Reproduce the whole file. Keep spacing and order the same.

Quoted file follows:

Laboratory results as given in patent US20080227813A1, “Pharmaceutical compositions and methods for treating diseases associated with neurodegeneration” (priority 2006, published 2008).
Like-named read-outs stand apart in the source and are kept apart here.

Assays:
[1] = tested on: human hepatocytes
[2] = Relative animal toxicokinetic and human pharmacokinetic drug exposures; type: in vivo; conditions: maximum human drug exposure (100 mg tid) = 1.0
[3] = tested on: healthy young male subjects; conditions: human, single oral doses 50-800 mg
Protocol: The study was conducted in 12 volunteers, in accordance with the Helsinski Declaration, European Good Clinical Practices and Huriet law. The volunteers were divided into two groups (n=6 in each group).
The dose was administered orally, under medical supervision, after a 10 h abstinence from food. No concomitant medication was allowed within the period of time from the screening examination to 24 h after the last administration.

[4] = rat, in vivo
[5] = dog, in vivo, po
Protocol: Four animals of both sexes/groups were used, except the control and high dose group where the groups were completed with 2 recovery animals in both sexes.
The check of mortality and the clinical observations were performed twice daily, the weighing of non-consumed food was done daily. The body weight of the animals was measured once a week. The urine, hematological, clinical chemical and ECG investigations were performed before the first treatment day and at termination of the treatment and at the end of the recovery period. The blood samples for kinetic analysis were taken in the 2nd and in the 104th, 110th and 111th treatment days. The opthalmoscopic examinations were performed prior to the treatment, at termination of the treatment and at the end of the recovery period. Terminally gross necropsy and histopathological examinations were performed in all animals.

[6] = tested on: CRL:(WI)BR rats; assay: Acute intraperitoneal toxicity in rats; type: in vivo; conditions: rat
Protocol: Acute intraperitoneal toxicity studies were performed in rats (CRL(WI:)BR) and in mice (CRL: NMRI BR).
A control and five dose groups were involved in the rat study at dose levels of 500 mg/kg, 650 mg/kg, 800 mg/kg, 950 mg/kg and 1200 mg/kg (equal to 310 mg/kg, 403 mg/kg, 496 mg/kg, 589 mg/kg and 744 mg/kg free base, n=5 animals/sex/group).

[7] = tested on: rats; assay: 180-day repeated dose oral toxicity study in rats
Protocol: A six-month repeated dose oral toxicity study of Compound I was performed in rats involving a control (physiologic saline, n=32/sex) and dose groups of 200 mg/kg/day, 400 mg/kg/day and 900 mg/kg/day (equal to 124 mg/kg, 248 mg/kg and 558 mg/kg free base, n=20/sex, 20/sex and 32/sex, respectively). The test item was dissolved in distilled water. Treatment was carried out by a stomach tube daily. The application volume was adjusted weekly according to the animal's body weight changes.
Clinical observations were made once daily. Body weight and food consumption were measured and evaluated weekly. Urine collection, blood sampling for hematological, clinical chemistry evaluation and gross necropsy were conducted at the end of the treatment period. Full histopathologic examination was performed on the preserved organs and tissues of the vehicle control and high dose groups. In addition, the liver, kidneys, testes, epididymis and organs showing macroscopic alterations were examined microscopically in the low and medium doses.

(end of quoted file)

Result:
Laboratory results as given in patent US20080227813A1, “Pharmaceutical compositions and methods for treating diseases associated with neurodegeneration” (priority 2006, published 2008).
Like-named read-outs stand apart in the source and are kept apart here.

Assays:
[1] = tested on: human hepatocytes
[2] = Relative animal toxicokinetic and human pharmacokinetic drug exposures; type: in vivo; conditions: maximum human drug exposure (100 mg tid) = 1.0
[3] = tested on: healthy young male subjects; conditions: human, single oral doses 50-800 mg
Protocol: The study was conducted in 12 volunteers, in accordance with the Helsinski Declaration, European Good Clinical Practices and Huriet law. The volunteers were divided into two groups (n=6 in each group).
The dose was administered orally, under medical supervision, after a 10 h abstinence from food. No concomitant medication was allowed within the period of time from the screening examination to 24 h after the last administration.

[4] = rat, in vivo
[5] = dog, in vivo, po
Protocol: Four animals of both sexes/groups were used, except the control and high dose group where the groups were completed with 2 recovery animals in both sexes.
The check of mortality and the clinical observations were performed twice daily, the weighing of non-consumed food was done daily. The body weight of the animals was measured once a week. The urine, hematological, clinical chemical and ECG investigations were performed before the first treatment day and at termination of the treatment and at the end of the recovery period. The blood samples for kinetic analysis were taken in the 2nd and in the 104th, 110th and 111th treatment days. The opthalmoscopic examinations were performed prior to the treatment, at termination of the treatment and at the end of the recovery period. Terminally gross necropsy and histopathological examinations were performed in all animals.

[6] = tested on: CRL:(WI)BR rats; assay: Acute intraperitoneal toxicity in rats; type: in vivo; conditions: rat
Protocol: Acute intraperitoneal toxicity studies were performed in rats (CRL(WI:)BR) and in mice (CRL: NMRI BR).
A control and five dose groups were involved in the rat study at dose levels of 500 mg/kg, 650 mg/kg, 800 mg/kg, 950 mg/kg and 1200 mg/kg (equal to 310 mg/kg, 403 mg/kg, 496 mg/kg, 589 mg/kg and 744 mg/kg free base, n=5 animals/sex/group).

[7] = tested on: rats; assay: 180-day repeated dose oral toxicity study in rats
Protocol: A six-month repeated dose oral toxicity study of Compound I was performed in rats involving a control (physiologic saline, n=32/sex) and dose groups of 200 mg/kg/day, 400 mg/kg/day and 900 mg/kg/day (equal to 124 mg/kg, 248 mg/kg and 558 mg/kg free base, n=20/sex, 20/sex and 32/sex, respectively). The test item was dissolved in distilled water. Treatment was carried out by a stomach tube daily. The application volume was adjusted weekly according to the animal's body weight changes.
Clinical observations were made once daily. Body weight and food consumption were measured and evaluated weekly. Urine collection, blood sampling for hematological, clinical chemistry evaluation and gross necropsy were conducted at the end of the treatment period. Full histopathologic examination was performed on the preserved organs and tissues of the vehicle control and high dose groups. In addition, the liver, kidneys, testes, epididymis and organs showing macroscopic alterations were examined microscopically in the low and medium doses.